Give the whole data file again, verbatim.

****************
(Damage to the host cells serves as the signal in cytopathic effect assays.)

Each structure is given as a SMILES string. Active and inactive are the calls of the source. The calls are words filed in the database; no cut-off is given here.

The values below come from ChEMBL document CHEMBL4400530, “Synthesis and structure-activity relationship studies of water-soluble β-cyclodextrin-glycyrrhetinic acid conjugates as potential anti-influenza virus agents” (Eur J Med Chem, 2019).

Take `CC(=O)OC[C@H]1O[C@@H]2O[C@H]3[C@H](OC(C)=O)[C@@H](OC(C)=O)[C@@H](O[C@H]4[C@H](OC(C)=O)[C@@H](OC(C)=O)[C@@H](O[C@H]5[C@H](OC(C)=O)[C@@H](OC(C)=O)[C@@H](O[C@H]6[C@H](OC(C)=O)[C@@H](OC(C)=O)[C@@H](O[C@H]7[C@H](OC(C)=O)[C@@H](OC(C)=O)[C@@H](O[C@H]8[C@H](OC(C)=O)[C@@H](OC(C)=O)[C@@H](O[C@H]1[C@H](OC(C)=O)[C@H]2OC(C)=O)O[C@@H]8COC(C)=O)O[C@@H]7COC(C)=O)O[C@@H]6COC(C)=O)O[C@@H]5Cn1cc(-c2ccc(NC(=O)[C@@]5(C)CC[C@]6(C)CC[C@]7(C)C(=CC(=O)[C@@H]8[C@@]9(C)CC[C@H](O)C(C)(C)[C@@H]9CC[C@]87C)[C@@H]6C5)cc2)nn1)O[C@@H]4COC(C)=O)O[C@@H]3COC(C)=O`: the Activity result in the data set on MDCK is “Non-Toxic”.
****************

(Damage to the host cells serves as the signal in cytopathic effect assays.)

Each structure is given as a SMILES string. Active and inactive are the calls of the source. The calls are words filed in the database; no cut-off is given here.

The values below come from ChEMBL document CHEMBL4400530, “Synthesis and structure-activity relationship studies of water-soluble β-cyclodextrin-glycyrrhetinic acid conjugates as potential anti-influenza virus agents” (Eur J Med Chem, 2019).

Take `CC(=O)OC[C@H]1O[C@@H]2O[C@H]3[C@H](OC(C)=O)[C@@H](OC(C)=O)[C@@H](O[C@H]4[C@H](OC(C)=O)[C@@H](OC(C)=O)[C@@H](O[C@H]5[C@H](OC(C)=O)[C@@H](OC(C)=O)[C@@H](O[C@H]6[C@H](OC(C)=O)[C@@H](OC(C)=O)[C@@H](O[C@H]7[C@H](OC(C)=O)[C@@H](OC(C)=O)[C@@H](O[C@H]8[C@H](OC(C)=O)[C@@H](OC(C)=O)[C@@H](O[C@H]1[C@H](OC(C)=O)[C@H]2OC(C)=O)O[C@@H]8COC(C)=O)O[C@@H]7COC(C)=O)O[C@@H]6COC(C)=O)O[C@@H]5Cn1cc(-c2ccc(NC(=O)[C@@]5(C)CC[C@]6(C)CC[C@]7(C)C(=CC(=O)[C@@H]8[C@@]9(C)CC[C@H](O)C(C)(C)[C@@H]9CC[C@]87C)[C@@H]6C5)cc2)nn1)O[C@@H]4COC(C)=O)O[C@@H]3COC(C)=O`: the Activity result in the data set on MDCK is “Non-Toxic”.